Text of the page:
The MyJump app performs well in correctly classifying patients using a limb symmetry index of 90% when measuring both jump height and reactive strength index. A clinician using this app will be correct approximately 90% of the time in classifying the patient as passing or failing this return to sport criterion when using the MyJump app (compared to the reference force plate analyses) using an LSI threshold of 90%. Of the 131 classifications made using the MyJump app, there were eight misclassifications - five false positives and three false negatives – all of these were in classification of jump height and there were no misclassifications of RSI.
The MyJump app is a valid method of measuring jump height and reactive strength index. Here we have consistently shown ICC values greater than 0.95 irrespective of jump type or metric. The minimum detectable differences were typically in the order of approximately 1cm for jump height, less than 0.1 for RSI, 0.07s for contact time, and 0.01s for flight time. Clinically, it can be inferred that changes in jump height, RSI, contact or flight time which exceed these values are attributable to changes in physical performance beyond measurement error.
There is greater knee work contribution during the propulsion phase (which determines performance) of vertical jumps compared to horizontal jumps.19 Therefore jump height better estimates knee work contribution than the easier to clinically measure jump distance.19 The ease of clinical use and low cost are likely primary reasons for the more widespread clinical adoption of jump distance despite it being a poor metric of knee function after ACLR.19,21 The significant price advantage of this app compared to the reference force plates and their software should increase clinical integration of this measurement and improve monitoring and may therefore improve outcomes for patients recovering from ACLR.
Complimentary to the performance metrics of jump height, RSI is seen to provide additional clinically relevant information regarding the performance ability of those recovering from ACLR surgery. RSI performance has been shown to be one of the last performance qualities to recover post ACLR compared to strength, jump height, jump distance and change of direction performance.10,14,22 In addition ongoing deficits have been demonstrated post ACLR despite the recovery of other jump performance metrics.14,16,22 Reactive strength has also been demonstrated to be lower in those that went on to rupture their healthy contralateral knee post ACLR despite no differences in other jump performance measures.22 Consequently the ongoing monitoring of RSI during drop jump testing is integral to assessing the athlete’s rehabilitation progress, return-to-play readiness, and re-injury risk post ACLR. Therefore, the excellent performance of the MyJump app in correctly classifying limb symmetry for RSI suggests that this may afford an important improvement in care for the great majority of practitioners who do not have access to force plates.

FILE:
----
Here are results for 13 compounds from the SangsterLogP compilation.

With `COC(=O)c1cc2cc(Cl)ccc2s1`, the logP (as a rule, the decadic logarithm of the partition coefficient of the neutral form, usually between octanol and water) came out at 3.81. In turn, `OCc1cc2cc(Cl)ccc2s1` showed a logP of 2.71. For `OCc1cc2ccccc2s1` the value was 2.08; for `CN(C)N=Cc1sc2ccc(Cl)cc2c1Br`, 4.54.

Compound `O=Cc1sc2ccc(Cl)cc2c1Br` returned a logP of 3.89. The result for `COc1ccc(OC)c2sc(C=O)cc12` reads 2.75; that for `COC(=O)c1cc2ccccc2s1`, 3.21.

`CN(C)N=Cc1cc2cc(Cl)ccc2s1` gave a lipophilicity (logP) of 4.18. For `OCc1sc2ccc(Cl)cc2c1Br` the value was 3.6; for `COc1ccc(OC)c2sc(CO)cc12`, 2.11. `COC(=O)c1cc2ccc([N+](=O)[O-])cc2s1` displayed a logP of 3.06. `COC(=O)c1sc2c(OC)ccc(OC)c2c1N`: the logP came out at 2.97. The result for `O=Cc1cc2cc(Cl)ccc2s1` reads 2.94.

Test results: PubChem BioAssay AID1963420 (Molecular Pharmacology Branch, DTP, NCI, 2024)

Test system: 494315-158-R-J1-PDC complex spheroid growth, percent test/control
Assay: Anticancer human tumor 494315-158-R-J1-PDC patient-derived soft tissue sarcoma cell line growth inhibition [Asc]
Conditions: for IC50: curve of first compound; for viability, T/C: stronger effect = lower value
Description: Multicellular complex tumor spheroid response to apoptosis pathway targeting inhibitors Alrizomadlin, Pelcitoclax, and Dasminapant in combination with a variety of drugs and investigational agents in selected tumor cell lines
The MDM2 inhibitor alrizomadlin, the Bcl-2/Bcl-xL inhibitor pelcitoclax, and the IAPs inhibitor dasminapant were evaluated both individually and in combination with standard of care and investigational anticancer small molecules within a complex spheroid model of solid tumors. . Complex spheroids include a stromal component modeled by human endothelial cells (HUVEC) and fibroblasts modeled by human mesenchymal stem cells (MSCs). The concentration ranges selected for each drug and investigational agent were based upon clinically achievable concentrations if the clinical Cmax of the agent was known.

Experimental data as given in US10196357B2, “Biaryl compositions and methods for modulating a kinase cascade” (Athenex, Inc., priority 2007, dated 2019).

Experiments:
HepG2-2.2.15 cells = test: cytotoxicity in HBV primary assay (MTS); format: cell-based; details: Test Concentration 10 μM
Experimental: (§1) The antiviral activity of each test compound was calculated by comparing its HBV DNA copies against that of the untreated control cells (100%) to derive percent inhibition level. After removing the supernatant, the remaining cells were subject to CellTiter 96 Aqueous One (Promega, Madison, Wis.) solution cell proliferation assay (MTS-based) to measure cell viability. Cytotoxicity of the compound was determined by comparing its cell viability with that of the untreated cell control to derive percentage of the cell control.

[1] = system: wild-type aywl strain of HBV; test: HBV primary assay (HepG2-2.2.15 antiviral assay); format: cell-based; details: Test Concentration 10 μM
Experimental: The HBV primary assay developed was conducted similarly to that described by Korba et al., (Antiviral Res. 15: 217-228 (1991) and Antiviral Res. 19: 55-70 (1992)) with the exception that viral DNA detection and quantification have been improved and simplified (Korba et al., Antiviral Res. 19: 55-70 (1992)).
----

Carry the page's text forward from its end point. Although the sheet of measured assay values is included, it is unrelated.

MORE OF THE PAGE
The current work extends previous research conducted in healthy cohorts.13,23–31 The small systematic bias across all metrics reported here has not been previously documented, although the reliability data are essentially the same as previously reported.13,23–31 Differences in hardware, software versions as well as the reference population and the user technique are possible sources of the bias first reported here. For example, using an earlier version of the MyJump app with an iPhone capturing at 120Hz (half the capture rate of the current research) the MyJump app was reported to slightly overestimate flight time compared to force plates capturing at 2000Hz13 (bias in the opposite direction to the present data). Care was taken in the current research to standardize the definition of the frames defining the start and end of the jump. Previous research had not specifically defined these events with objective criteria. Where comparisons against reference populations are being conducted (e.g. return to sport testing, pre-competition health evaluations) these differences should be considered however they should not be an important factor for within participant testing where limb symmetry is the primary outcome.